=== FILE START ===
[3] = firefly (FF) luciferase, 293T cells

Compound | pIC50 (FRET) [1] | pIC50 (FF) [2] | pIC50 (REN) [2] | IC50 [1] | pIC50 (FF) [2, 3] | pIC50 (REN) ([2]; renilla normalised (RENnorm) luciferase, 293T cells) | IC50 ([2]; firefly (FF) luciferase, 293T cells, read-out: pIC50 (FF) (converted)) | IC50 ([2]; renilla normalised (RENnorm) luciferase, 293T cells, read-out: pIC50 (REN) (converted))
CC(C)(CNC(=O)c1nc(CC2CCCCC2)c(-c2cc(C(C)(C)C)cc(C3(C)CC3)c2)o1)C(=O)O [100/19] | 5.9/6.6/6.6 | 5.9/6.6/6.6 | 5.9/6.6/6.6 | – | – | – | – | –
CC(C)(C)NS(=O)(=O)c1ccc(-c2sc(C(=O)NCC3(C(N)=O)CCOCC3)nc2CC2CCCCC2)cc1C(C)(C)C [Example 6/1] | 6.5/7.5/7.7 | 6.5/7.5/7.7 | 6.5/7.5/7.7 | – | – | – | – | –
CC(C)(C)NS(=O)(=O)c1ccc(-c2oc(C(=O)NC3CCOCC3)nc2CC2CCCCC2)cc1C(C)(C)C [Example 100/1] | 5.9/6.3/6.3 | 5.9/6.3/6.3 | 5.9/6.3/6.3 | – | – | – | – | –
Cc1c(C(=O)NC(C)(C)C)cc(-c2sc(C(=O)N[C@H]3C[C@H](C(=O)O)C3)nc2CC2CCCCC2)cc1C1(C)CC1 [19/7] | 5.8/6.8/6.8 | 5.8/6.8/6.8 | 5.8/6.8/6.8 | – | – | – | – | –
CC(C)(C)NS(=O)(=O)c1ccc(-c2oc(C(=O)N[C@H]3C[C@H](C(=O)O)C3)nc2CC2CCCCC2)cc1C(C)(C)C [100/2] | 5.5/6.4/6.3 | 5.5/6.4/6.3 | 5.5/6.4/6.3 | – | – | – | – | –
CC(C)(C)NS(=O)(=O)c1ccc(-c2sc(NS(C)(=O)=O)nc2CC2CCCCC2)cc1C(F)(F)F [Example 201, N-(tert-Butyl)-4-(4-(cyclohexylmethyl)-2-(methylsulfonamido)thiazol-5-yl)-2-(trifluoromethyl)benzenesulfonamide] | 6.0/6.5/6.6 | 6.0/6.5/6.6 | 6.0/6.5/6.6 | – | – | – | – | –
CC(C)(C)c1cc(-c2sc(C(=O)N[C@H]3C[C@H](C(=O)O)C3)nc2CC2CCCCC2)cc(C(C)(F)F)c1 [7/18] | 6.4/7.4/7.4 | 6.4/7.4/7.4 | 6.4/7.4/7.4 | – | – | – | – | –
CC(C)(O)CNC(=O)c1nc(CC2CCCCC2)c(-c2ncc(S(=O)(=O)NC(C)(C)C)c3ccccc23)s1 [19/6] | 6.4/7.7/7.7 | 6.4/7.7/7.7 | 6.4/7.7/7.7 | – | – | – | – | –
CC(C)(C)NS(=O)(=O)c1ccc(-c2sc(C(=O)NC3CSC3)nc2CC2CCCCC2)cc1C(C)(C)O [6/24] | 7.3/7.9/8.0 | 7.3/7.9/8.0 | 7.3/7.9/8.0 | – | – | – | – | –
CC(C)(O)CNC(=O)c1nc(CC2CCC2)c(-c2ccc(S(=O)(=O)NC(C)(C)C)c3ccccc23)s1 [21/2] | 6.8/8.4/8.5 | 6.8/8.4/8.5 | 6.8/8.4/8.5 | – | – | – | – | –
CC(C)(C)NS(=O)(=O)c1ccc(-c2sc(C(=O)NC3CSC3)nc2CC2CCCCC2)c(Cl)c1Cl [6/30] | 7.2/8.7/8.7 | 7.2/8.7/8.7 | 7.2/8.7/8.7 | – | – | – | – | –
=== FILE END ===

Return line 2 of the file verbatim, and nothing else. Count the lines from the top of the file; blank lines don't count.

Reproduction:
Compound | pIC50 (FRET) [1] | pIC50 (FF) [2] | pIC50 (REN) [2] | IC50 [1] | pIC50 (FF) [2, 3] | pIC50 (REN) ([2]; renilla normalised (RENnorm) luciferase, 293T cells) | IC50 ([2]; firefly (FF) luciferase, 293T cells, read-out: pIC50 (FF) (converted)) | IC50 ([2]; renilla normalised (RENnorm) luciferase, 293T cells, read-out: pIC50 (REN) (converted))